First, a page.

FREEPORT — A local woman is leading an effort to get municipalities to collaborate and share ideas and resources to improve shellfish practices around the region.

Jessica Joyce of Tidal Bay Consulting. Courtesy Gulf of Maine Research Institute

Jessica Joyce, principal of Tidal Bay Consulting, which works with clients on fisheries policy, ocean planning and conservation, and environmental impact assessments, began meeting with industry officials in other other municipalities in March to see if there was any interest in creating a multi-municipality working group.

So far, the group includes the towns of Freeport, Scarborough, Brunswick, Harpswell and Yarmouth. Joyce said she hopes municipalities as far south as Biddeford and as far north as Georgetown will join.

“The Harpswell Marine Resources Committee is excited to be a part of this working group,” Paul Plummer, harbormaster and marine resource administrator for the town of Harpswell said in an email Aug. 12. “We feel it’ll be good to know what other municipalities around us are doing for shellfish management. Every town is different on how they manage their flats, but if the ideas are never shared then they are never tried.”

Joyce has worked in federal and regional fisheries. She said she began noticing a lack of organization and communication in the co-management system between states and municipalities during service on the Cumberland Shellfish Conservation Commission from 2008-2018.

“From my perspective, this needed some changes in order to move with the changing environment that we’re living in,” she said. “Some towns have done a lot and others can learn, but there’s no structure for town communication.”

Joyce began attending meetings in March of either the shellfish or marine resource committees in each town to see if the other municipalities would participate in a working group.

“What I’ve been doing since March is going around to each of the town committees and introducing this concept to see if they would be interested in participating,” Joyce said. “The towns are supportive and there are people that are interested in being a part of this. It does not require any monetary commitment from the towns; they would only be volunteering their time to attend meetings.”

Funding is being provided by a $17,000 grant from the Broad Reach Fund of the Maine Community Foundation. It includes meeting costs and stipends for time participants spend at meetings or participating in related activities.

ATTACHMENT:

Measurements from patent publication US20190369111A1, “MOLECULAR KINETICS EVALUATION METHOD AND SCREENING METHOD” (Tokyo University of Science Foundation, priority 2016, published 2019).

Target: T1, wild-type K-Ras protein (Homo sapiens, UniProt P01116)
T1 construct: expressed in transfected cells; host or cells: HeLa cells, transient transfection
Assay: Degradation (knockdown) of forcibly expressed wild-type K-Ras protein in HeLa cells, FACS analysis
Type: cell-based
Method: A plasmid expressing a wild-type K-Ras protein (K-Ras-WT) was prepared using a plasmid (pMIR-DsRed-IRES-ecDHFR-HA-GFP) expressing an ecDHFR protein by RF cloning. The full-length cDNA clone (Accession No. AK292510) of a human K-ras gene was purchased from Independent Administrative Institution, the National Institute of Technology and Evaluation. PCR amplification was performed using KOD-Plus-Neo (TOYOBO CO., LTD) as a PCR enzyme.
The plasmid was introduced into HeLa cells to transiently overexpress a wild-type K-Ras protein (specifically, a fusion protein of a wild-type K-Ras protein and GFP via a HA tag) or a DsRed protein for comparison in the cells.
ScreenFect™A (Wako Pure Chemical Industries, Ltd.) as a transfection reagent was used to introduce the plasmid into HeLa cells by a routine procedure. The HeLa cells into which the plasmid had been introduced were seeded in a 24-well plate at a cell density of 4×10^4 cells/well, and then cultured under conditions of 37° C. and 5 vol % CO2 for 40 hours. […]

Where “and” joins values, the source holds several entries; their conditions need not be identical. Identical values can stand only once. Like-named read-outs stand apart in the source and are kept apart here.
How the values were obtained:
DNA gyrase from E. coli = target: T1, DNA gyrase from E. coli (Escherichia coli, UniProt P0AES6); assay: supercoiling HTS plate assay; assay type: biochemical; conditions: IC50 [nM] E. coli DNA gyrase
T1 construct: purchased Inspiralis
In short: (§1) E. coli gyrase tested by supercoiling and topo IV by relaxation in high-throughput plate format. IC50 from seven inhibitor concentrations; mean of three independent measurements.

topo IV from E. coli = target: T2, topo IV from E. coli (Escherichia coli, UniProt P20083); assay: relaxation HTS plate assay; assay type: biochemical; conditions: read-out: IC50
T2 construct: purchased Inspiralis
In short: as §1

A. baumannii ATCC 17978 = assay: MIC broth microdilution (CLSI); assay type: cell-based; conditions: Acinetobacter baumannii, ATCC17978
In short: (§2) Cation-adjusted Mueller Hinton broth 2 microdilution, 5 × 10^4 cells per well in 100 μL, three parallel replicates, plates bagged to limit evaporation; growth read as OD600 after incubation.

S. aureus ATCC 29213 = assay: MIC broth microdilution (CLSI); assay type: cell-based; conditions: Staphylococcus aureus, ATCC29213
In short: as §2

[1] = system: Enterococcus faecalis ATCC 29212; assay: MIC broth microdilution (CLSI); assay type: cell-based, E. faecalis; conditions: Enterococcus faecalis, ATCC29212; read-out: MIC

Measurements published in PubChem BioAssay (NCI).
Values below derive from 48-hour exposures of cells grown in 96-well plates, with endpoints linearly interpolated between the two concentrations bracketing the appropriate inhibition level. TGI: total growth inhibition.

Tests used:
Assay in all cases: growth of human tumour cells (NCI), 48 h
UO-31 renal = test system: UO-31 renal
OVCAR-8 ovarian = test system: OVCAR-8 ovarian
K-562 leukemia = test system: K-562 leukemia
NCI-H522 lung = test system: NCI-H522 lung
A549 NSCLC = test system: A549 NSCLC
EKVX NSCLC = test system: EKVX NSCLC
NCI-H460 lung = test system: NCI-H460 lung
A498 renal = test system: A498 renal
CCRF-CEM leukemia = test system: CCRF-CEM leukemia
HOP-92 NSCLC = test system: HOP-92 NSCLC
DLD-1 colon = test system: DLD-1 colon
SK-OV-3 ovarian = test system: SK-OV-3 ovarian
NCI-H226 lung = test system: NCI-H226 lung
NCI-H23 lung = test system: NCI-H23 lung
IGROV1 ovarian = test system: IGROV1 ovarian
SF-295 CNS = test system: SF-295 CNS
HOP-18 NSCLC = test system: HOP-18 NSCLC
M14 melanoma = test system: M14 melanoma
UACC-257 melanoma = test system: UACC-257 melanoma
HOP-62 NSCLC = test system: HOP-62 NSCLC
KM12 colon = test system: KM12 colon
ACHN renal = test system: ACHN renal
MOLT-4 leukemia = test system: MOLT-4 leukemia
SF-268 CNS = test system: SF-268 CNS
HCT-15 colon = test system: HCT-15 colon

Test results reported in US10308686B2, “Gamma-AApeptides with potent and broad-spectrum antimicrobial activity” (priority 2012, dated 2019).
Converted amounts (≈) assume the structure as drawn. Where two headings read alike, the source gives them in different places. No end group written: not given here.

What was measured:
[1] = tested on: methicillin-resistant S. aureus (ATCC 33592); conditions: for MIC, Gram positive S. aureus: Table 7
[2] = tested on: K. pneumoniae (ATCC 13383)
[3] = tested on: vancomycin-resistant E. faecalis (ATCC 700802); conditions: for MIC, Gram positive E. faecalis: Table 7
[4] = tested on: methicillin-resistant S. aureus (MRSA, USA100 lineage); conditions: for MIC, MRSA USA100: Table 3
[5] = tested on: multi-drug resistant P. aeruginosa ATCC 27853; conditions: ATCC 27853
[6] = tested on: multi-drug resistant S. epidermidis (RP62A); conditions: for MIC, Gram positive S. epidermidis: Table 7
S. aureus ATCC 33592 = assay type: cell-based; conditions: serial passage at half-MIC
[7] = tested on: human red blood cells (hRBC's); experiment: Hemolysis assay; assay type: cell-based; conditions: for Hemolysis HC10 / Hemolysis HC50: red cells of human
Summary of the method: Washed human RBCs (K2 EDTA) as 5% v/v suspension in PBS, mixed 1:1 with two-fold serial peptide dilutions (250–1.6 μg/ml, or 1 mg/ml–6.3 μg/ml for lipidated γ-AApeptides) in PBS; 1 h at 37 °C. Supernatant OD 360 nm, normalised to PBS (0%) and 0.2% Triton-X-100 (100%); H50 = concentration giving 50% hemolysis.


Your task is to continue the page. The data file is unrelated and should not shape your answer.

“My hope is that harvesters and municipalities will be open to sharing ideas, tools and projects to help propagate a healthier and more sustainable shellfish population in our region,” Plummer said.

In Harpswell, his role will mainly consist of passing ideas and concepts along to the town’s Board of Selectmen and Marine Resource Committee. Additionally, Plummer is a liaison for other wardens and resource managers on behalf of the town, he said.

Joyce said similar efforts in the past have failed because the initiatives often rely on volunteer efforts.

She said a similar model was used in the early 2000s with more focus on policy and state regulations. The group was called the Casco Bay Regional Shellfish Council and was part of a larger effort to help shellfish managers and towns share information more easily, as well as coordinate large-scale efforts to improve shellfish rules, regulations, and legislation. Additionally, the group collaborated with other regional shellfish groups that had started up along the coast during this era, according to Dan Devereaux, Brunswick’s Coastal Resource Manager and Harbor Master.

The group, according to Devereaux, did not receive funding and functioned on a volunteer basis. The towns of Brunswick and Yarmouth provided all of the staff support, but lost all assistance when the economy began to decline, he said. The group eventually disbanded, and information sharing and collaboration efforts began being passed through the Department of Marine Resource’s Shellfish Advisory Council.

“The Maine Coast is expansive,” Devereaux said in an email on Aug. 13. “Anytime you can hone the discussion down to regions it make it easier for industry to relate their concerns, efforts, and conservation successes. I can see Brunswick Marine Resources Committee members contributing information on local efforts the town has undertaken to help improve the shellfish populations along the local coastline, (which) includes things like inventory surveys, conservation closures, observance of biological threats, and other conservation efforts like sticker shoreline zoning, and better watershed management.”

The date for an initial meeting has not been set, since most people in the industry work during the summer. Joyce said she hopes to have a meeting this fall.

“Our goal for the first meeting is to hear what other towns are working on,” Joyce said. “A lot of towns talk about very similar issues. We want to let each town explain what they are working on, as well as allow them to brainstorm topics that we can collaborate on and really look at on a more regional level.”

In the meantime, she is trying to create a steering committee of representatives from each town to help guide the discussion.

“So far no one has said no,” Joyce said. “It will be interesting to see how much participation we get from each town.”

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